There is no doubt that leadership and management in any organization is critical to building business value, but did you know that it’s also a focus of most consultancy buyers’ due diligence when considering a purchase?
On a recent webinar, Equiteq Chairman Paul Collins answered questions on why management quality is important to consultancy buyers and investors.
- How do you manage the potential conflict of building the profiles and skills of managers to attract a buyer when these managers may want to leave after a sale?
The focus of buyers during due diligence is on the top two levels of leadership in the business – the board leadership and the business unit leadership. Managers at this level are often required to stay with the new firm for a period after sale.
If your managers are intrinsically involved in every significant operational activity, then a buyer would be reluctant to see them exit. But if a manager’s responsibility is easily transferable, then there is a greater chance of a buyer allowing a manager to move on.
If you’re a business owner who wants to exit immediately after selling, rather than staying in the business during an earn-out period, you need to make yourself superfluous to the day-to-day running of the business before entering into the sale process.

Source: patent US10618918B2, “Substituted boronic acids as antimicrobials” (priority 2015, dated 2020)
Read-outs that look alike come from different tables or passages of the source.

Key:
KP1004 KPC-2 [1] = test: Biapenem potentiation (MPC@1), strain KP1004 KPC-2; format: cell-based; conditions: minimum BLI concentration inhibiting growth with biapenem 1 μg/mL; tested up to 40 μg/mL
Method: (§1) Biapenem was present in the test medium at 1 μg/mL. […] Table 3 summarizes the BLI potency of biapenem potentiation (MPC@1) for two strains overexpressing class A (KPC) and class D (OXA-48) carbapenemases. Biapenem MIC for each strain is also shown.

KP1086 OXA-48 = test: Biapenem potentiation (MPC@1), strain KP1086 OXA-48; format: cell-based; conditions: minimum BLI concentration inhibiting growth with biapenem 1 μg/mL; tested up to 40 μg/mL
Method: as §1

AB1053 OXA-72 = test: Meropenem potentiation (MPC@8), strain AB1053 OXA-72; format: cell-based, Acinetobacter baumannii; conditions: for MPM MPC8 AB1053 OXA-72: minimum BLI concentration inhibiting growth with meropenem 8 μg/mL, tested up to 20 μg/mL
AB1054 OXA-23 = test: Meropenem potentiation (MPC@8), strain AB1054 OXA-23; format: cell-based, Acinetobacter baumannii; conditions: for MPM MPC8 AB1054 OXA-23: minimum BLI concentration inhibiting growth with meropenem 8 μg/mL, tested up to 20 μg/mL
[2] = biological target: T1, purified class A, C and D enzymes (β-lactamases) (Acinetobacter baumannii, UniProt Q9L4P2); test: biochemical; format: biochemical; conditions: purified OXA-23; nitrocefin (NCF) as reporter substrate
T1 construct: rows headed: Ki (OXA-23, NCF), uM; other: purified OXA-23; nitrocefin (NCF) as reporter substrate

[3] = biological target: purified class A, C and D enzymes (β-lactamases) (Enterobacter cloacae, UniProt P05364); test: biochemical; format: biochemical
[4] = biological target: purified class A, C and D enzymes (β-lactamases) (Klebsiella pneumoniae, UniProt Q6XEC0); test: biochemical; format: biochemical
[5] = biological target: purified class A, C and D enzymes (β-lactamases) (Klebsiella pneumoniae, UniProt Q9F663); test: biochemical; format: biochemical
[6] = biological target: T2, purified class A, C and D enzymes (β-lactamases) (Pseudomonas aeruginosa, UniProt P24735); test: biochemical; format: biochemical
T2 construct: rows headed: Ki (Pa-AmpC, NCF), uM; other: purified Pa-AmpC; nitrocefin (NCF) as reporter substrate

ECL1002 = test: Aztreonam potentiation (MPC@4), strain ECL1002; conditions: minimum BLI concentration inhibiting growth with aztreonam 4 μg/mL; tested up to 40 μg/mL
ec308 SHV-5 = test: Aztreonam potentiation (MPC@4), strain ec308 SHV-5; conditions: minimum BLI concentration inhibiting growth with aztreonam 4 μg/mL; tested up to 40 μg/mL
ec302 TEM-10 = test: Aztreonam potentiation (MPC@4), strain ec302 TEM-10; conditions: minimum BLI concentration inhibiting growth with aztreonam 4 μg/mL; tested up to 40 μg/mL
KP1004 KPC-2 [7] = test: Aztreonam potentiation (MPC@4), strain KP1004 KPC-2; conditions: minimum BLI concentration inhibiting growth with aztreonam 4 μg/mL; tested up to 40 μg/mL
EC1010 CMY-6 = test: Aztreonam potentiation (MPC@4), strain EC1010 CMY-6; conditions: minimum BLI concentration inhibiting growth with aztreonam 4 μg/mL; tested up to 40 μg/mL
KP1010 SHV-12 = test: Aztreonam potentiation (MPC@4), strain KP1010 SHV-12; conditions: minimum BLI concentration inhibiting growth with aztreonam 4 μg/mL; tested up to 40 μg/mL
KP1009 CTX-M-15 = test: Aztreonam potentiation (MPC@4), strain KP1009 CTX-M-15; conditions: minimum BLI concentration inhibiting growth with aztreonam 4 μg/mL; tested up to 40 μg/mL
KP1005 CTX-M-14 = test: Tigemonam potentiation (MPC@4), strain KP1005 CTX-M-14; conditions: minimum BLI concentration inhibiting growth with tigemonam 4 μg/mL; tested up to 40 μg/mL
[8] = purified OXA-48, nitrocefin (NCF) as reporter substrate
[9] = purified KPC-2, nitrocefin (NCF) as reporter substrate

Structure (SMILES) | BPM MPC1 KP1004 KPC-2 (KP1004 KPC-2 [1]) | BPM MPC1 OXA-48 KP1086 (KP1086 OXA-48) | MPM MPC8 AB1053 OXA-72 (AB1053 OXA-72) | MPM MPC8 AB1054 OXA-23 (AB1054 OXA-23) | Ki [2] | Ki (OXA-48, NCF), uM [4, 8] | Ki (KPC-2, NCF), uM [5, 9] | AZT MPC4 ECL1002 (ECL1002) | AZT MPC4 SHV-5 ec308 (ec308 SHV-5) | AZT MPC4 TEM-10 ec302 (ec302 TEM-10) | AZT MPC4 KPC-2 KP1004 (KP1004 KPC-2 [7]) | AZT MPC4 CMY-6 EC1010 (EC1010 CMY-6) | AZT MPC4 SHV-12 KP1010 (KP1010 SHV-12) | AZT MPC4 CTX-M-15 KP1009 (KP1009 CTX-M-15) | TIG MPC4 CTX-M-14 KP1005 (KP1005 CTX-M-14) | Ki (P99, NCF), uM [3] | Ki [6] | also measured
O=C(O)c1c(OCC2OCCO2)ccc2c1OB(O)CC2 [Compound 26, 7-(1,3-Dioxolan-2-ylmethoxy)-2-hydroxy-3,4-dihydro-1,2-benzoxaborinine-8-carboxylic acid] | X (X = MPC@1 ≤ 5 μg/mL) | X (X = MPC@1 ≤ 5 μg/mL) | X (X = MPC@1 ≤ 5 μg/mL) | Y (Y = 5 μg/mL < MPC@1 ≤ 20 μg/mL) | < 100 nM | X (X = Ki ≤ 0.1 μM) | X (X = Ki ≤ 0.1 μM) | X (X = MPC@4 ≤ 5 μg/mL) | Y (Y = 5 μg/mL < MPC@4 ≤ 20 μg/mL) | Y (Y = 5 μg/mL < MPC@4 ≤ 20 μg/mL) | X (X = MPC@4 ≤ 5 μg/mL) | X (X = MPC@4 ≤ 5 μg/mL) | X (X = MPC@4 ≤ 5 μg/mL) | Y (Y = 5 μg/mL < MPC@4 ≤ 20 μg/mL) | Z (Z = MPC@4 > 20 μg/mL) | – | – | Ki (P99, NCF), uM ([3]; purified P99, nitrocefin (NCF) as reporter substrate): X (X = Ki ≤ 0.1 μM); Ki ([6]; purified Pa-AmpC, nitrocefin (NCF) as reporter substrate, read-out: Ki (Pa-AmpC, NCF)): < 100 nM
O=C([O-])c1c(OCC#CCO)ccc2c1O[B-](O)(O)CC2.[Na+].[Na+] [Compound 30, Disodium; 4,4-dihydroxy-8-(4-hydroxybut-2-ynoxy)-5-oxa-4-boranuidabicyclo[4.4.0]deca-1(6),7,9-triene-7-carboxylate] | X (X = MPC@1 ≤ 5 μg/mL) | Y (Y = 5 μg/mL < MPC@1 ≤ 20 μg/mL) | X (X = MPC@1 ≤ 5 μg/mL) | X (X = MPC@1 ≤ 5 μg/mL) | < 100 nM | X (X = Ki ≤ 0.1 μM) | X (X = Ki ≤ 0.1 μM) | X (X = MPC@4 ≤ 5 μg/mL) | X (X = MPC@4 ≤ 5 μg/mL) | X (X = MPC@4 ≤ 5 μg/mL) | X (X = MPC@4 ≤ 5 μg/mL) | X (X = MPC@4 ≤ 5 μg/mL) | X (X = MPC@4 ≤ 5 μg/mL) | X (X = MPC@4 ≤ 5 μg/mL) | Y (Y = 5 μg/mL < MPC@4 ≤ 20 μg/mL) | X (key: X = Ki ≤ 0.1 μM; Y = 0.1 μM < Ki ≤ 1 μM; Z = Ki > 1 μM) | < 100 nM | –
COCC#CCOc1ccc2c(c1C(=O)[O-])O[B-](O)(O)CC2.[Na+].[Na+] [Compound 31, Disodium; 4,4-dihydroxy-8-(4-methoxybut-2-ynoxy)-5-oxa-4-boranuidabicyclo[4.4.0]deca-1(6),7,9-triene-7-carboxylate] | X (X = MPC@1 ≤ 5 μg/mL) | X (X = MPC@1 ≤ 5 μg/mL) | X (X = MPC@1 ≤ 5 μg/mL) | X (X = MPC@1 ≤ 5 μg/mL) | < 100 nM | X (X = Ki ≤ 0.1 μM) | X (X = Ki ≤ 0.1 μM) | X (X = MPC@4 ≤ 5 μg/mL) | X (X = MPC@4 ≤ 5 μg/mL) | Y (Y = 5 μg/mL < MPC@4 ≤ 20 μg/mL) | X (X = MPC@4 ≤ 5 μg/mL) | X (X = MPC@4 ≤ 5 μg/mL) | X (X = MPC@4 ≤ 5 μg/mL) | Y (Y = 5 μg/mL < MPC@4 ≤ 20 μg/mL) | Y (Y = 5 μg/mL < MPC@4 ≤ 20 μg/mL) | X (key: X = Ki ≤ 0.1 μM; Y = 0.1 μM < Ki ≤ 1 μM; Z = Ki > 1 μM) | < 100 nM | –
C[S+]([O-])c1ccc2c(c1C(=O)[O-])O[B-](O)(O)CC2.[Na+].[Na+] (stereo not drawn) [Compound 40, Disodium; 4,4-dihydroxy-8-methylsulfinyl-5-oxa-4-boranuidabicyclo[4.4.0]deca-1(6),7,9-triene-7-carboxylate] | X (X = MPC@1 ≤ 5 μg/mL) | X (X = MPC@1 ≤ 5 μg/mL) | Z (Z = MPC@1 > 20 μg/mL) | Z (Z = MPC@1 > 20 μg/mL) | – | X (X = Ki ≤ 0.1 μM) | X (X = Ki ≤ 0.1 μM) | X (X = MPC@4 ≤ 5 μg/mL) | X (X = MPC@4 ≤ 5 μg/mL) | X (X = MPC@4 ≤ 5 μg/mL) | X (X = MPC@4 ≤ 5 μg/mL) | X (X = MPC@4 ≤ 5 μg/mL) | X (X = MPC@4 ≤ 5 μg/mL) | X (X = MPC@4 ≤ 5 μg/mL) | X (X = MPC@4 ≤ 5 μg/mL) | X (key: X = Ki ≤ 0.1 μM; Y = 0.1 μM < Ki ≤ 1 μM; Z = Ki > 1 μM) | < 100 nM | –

Not sure about what an earn-out is? Here’s our blog on the 10 critical success factors for earn-outs: part 1.
- What is a typical span of control for a practice manager in a consulting firm?
In our experience, a unit of ten people is a good number to build a business on. For instance, if you have a market sector head overseeing a number of client managers, project managers and consulting delivery resources, this works well. Ten people produce around $1.5-$3 million in revenue, depending on fee rates in your market sector.. Once you’ve built a sector up to you can then repeat the process which is a good way of building the business.
- How does it look to a buyer if we purposely slow growth to catch up with working on the business and getting the planning, measurement, policy and support systems in place for a sale?
There are both positives and negatives to this approach. Buyers are most interested in the absolute profitability in the 12 months prior to sale plus the ability to grow the consultancy in the future. So what should be of concern is that such a strategy to delay growth will negatively impact a firm’s profitability.
However, on a case-by-case basis, having adequate systems in place might demonstrate the robustness of your business, making future growth stronger and therefore more attractive to buyers. The key is finding the right balance, which depends on the individual circumstances of your business.
Finally, here’s our key takeaway from the webinar:
Do: Spend enough time working ‘on the business’ as opposed to ‘in the business’. You won’t grow if all management time is dedicated to client and staff issues.
Don’t: Outstay your welcome if you do manage to sell to an investor after achieving your growth ambitions. It’s better to move on to the next venture or the beach before you fall out with your new owners.
If you are preparing to sell your consulting firm and would like to discuss your plans, please get in touch.
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